SKA (Square Kilometre Array), the largest radio telescope in the world began construction on December 5, a moment marked in South Africa and Australia.
Under the support of the Portuguese National Innovation Agency (ANI), demonstration prototypes of the renewable energy control systems that will be used by the various SKA antennas will be operating in Barrancos, Alentejo, in Portugal. “Only South Africa and Australia have such systems in the demonstration. This demonstration will run until June”, explains Domingos Barbosa, a researcher at the Instituto de Telecomunicações, the branch of Aveiro, and coordinator of Engage SKA, which represents part of the scientific contribution to this intercontinental radio telescope.
The demonstration that will be installed in the Alentejo town of Barrancos was worth an investment by the National Innovation Agency of around 1.5 million euros for the Smart Glow consortium, which is led by the company DST.
IT will provide a platform that distributes computational resources via the Internet (cloud computing) for the processing of scientific data and support for the provision of services by companies participating in the construction and maintenance of the SKA. And this tool must also be joined by contributions from Portuguese companies such as Critical Software or Atlar.
For astrophysicists who want to study the first galaxies, which formed about 13.4 billion years after the Big Bang, the SKA makes all the difference. In addition to being distant in time, the first galaxies are also too distant to be observed by telescopes with optical lenses. On the other hand, radio telescopes manage to capture light or electromagnetic signals that may have been emitted by stars or other celestial bodies that, during the time required for such a large crossing, ceased to exist.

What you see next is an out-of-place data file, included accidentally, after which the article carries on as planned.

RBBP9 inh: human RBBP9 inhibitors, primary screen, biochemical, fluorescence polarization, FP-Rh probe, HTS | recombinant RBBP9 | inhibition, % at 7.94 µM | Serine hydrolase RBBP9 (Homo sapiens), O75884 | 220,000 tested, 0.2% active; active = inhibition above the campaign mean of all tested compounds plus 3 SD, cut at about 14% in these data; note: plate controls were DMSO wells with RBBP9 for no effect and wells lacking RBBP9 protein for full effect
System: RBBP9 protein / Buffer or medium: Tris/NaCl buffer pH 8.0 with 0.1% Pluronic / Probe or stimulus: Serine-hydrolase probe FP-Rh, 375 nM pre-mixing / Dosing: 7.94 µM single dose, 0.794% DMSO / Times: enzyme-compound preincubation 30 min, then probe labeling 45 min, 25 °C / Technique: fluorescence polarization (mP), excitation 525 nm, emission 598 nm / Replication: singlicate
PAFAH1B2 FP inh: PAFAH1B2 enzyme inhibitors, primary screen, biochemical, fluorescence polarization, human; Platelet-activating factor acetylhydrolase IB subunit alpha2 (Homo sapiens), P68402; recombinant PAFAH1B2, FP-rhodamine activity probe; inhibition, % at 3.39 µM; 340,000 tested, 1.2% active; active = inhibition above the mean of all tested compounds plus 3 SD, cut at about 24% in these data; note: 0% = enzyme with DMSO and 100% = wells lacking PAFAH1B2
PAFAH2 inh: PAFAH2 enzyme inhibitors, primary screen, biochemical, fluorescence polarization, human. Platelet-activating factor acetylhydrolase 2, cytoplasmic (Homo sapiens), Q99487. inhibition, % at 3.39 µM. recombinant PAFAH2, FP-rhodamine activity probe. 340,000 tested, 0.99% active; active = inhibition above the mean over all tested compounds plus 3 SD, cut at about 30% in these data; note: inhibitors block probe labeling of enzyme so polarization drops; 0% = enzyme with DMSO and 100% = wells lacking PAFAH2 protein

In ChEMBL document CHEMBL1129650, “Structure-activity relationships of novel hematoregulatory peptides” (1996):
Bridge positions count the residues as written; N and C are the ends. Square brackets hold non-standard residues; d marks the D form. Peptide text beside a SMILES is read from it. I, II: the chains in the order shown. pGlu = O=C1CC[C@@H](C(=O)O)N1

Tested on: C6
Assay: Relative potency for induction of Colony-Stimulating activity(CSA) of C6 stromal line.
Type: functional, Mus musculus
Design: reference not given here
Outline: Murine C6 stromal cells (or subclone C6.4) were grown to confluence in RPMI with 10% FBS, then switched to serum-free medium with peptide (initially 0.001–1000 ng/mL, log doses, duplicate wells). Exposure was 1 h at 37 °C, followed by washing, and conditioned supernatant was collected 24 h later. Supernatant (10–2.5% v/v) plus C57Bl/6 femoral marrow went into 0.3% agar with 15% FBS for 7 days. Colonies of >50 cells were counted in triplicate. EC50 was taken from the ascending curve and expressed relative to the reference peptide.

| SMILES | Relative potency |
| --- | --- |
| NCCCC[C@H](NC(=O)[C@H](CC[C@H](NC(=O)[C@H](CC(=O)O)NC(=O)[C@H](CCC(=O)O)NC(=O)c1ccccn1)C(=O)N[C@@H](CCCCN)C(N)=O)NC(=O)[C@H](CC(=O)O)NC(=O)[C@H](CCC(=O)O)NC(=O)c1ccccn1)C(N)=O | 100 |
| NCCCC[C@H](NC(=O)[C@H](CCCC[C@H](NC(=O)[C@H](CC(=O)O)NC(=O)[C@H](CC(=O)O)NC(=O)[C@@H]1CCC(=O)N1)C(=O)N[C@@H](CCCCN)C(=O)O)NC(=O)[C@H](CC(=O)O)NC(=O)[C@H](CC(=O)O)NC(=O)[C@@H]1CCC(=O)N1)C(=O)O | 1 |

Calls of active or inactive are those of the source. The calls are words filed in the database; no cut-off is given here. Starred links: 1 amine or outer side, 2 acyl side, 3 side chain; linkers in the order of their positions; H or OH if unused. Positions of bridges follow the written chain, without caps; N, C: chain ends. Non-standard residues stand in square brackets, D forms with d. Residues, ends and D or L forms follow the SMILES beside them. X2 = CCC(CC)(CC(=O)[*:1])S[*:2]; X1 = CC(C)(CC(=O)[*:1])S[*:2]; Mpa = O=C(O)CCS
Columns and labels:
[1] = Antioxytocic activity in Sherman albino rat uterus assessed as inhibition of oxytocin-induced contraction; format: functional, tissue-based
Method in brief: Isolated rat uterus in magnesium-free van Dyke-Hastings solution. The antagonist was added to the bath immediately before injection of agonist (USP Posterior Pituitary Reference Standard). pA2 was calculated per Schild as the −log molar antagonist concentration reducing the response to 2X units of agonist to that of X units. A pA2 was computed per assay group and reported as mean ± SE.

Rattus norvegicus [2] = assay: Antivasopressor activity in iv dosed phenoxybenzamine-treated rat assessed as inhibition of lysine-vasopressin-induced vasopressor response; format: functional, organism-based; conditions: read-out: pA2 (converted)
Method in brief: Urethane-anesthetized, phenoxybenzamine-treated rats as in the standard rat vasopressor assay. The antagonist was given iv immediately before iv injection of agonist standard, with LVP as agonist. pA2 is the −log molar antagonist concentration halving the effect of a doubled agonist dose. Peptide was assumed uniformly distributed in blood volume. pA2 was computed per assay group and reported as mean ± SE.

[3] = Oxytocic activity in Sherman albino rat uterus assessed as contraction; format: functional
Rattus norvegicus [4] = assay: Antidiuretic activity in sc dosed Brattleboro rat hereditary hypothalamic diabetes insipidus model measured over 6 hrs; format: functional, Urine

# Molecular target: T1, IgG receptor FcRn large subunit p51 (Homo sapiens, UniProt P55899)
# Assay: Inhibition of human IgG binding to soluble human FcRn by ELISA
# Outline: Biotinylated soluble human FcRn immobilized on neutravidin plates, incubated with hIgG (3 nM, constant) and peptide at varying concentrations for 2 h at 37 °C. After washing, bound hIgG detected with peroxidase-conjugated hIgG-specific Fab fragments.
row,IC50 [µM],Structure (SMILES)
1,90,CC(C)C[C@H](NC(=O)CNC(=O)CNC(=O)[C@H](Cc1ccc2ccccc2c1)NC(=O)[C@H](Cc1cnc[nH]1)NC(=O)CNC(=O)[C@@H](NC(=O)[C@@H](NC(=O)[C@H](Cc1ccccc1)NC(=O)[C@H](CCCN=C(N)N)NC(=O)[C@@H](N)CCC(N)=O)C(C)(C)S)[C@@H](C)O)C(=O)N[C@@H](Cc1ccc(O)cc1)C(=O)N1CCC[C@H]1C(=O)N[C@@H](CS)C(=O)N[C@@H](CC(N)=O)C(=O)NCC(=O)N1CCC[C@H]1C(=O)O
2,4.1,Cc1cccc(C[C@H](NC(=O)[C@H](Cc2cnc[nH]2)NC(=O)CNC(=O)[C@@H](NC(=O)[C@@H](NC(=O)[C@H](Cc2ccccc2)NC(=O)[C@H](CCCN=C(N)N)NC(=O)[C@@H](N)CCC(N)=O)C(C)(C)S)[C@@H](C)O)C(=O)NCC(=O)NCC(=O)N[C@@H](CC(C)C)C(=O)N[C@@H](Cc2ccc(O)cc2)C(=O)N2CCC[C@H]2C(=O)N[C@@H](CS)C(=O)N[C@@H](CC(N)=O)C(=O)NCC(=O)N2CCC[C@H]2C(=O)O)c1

According to Domingos Barbosa, “the antenna locations were chosen because they are located in sparsely populated areas and therefore have low electromagnetic interference. They are places where there are not many microwaves, cell phones or even motorbikes.”
With the data collected by the SKA, astrophysicists will be able to unravel the secrets of the galaxies and will also be able to learn more about the Theory of General Relativity, made famous by Albert Einstein, or even reinforce the contribution to the expansion of humanity.
“The data collected by the SKA will also be useful for creating interplanetary navigation systems and detecting exoplanets with magnetic fields similar to Earth's, which is one of the requirements for habitability”, says Domingos Barbosa.
In addition to Portugal, the SKA has as founding members Australia, South Africa, United Kingdom, China, Italy, and the Netherlands. This year Switzerland joined. Soon will join Canada, France, Germany, India, Japan, South Korea, Spain and Sweden.
Photo credits: Ceremony to start construction of the SKA radio telescope on Monday (5 December 2022) in Carnarvon, South Africa ESA ALEXANDER/REUTERS (Público.pt)